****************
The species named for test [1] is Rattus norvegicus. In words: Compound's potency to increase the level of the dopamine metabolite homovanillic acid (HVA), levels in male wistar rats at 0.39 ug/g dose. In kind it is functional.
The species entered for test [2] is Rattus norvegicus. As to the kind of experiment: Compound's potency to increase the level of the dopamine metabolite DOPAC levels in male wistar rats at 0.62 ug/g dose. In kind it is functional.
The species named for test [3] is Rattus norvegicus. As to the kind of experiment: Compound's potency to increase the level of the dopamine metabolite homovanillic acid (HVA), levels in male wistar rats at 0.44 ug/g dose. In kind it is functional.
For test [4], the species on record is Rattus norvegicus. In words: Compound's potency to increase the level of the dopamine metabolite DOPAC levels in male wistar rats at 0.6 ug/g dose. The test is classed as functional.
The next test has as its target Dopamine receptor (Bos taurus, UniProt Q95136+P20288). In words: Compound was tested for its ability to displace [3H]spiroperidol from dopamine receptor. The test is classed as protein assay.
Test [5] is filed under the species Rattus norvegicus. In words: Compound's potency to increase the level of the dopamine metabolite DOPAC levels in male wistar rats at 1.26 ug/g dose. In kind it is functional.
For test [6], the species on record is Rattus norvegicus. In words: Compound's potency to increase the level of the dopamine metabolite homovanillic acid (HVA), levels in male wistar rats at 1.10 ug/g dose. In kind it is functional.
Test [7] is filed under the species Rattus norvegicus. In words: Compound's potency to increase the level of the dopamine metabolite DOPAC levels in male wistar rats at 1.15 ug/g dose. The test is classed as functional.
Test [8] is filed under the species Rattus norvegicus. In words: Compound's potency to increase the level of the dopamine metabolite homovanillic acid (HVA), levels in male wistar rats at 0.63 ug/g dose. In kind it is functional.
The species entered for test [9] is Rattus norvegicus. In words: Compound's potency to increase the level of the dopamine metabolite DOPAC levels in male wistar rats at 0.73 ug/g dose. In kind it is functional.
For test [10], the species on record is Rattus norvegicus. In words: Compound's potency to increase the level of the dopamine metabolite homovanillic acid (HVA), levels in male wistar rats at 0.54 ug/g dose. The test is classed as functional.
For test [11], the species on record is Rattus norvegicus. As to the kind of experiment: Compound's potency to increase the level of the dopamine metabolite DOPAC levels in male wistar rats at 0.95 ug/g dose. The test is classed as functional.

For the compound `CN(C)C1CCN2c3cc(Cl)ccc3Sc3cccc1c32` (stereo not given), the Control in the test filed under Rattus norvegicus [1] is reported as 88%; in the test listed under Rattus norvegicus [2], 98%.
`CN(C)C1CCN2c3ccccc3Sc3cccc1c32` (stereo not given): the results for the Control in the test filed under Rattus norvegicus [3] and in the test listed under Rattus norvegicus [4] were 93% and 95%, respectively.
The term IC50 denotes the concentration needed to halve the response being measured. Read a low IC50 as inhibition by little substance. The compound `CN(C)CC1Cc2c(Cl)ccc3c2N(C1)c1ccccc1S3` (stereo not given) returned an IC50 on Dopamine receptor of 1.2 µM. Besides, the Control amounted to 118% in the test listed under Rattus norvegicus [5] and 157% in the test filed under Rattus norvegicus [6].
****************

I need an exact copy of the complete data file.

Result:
The species named for test [1] is Rattus norvegicus. In words: Compound's potency to increase the level of the dopamine metabolite homovanillic acid (HVA), levels in male wistar rats at 0.39 ug/g dose. In kind it is functional.
The species entered for test [2] is Rattus norvegicus. As to the kind of experiment: Compound's potency to increase the level of the dopamine metabolite DOPAC levels in male wistar rats at 0.62 ug/g dose. In kind it is functional.
The species named for test [3] is Rattus norvegicus. As to the kind of experiment: Compound's potency to increase the level of the dopamine metabolite homovanillic acid (HVA), levels in male wistar rats at 0.44 ug/g dose. In kind it is functional.
For test [4], the species on record is Rattus norvegicus. In words: Compound's potency to increase the level of the dopamine metabolite DOPAC levels in male wistar rats at 0.6 ug/g dose. The test is classed as functional.
The next test has as its target Dopamine receptor (Bos taurus, UniProt Q95136+P20288). In words: Compound was tested for its ability to displace [3H]spiroperidol from dopamine receptor. The test is classed as protein assay.
Test [5] is filed under the species Rattus norvegicus. In words: Compound's potency to increase the level of the dopamine metabolite DOPAC levels in male wistar rats at 1.26 ug/g dose. In kind it is functional.
For test [6], the species on record is Rattus norvegicus. In words: Compound's potency to increase the level of the dopamine metabolite homovanillic acid (HVA), levels in male wistar rats at 1.10 ug/g dose. In kind it is functional.
Test [7] is filed under the species Rattus norvegicus. In words: Compound's potency to increase the level of the dopamine metabolite DOPAC levels in male wistar rats at 1.15 ug/g dose. The test is classed as functional.
Test [8] is filed under the species Rattus norvegicus. In words: Compound's potency to increase the level of the dopamine metabolite homovanillic acid (HVA), levels in male wistar rats at 0.63 ug/g dose. In kind it is functional.
The species entered for test [9] is Rattus norvegicus. In words: Compound's potency to increase the level of the dopamine metabolite DOPAC levels in male wistar rats at 0.73 ug/g dose. In kind it is functional.
For test [10], the species on record is Rattus norvegicus. In words: Compound's potency to increase the level of the dopamine metabolite homovanillic acid (HVA), levels in male wistar rats at 0.54 ug/g dose. The test is classed as functional.
For test [11], the species on record is Rattus norvegicus. As to the kind of experiment: Compound's potency to increase the level of the dopamine metabolite DOPAC levels in male wistar rats at 0.95 ug/g dose. The test is classed as functional.

For the compound `CN(C)C1CCN2c3cc(Cl)ccc3Sc3cccc1c32` (stereo not given), the Control in the test filed under Rattus norvegicus [1] is reported as 88%; in the test listed under Rattus norvegicus [2], 98%.
`CN(C)C1CCN2c3ccccc3Sc3cccc1c32` (stereo not given): the results for the Control in the test filed under Rattus norvegicus [3] and in the test listed under Rattus norvegicus [4] were 93% and 95%, respectively.
The term IC50 denotes the concentration needed to halve the response being measured. Read a low IC50 as inhibition by little substance. The compound `CN(C)CC1Cc2c(Cl)ccc3c2N(C1)c1ccccc1S3` (stereo not given) returned an IC50 on Dopamine receptor of 1.2 µM. Besides, the Control amounted to 118% in the test listed under Rattus norvegicus [5] and 157% in the test filed under Rattus norvegicus [6].